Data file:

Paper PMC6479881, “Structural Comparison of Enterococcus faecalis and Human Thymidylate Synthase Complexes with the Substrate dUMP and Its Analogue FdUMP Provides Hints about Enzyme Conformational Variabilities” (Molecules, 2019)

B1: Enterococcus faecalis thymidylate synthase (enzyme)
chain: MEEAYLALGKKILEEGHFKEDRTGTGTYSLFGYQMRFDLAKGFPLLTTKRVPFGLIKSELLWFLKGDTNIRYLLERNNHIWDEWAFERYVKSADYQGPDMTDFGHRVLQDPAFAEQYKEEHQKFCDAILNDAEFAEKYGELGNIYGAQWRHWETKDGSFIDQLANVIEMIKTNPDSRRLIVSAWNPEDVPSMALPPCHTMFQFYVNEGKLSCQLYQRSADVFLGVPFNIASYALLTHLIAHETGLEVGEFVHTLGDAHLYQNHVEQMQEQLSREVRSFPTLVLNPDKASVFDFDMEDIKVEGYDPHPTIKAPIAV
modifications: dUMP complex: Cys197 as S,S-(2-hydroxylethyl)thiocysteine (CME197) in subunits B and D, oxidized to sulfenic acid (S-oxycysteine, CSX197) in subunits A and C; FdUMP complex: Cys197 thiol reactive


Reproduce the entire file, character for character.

Paper PMC6479881, “Structural Comparison of Enterococcus faecalis and Human Thymidylate Synthase Complexes with the Substrate dUMP and Its Analogue FdUMP Provides Hints about Enzyme Conformational Variabilities” (Molecules, 2019)

B1: Enterococcus faecalis thymidylate synthase (enzyme)
chain: MEEAYLALGKKILEEGHFKEDRTGTGTYSLFGYQMRFDLAKGFPLLTTKRVPFGLIKSELLWFLKGDTNIRYLLERNNHIWDEWAFERYVKSADYQGPDMTDFGHRVLQDPAFAEQYKEEHQKFCDAILNDAEFAEKYGELGNIYGAQWRHWETKDGSFIDQLANVIEMIKTNPDSRRLIVSAWNPEDVPSMALPPCHTMFQFYVNEGKLSCQLYQRSADVFLGVPFNIASYALLTHLIAHETGLEVGEFVHTLGDAHLYQNHVEQMQEQLSREVRSFPTLVLNPDKASVFDFDMEDIKVEGYDPHPTIKAPIAV
modifications: dUMP complex: Cys197 as S,S-(2-hydroxylethyl)thiocysteine (CME197) in subunits B and D, oxidized to sulfenic acid (S-oxycysteine, CSX197) in subunits A and C; FdUMP complex: Cys197 thiol reactive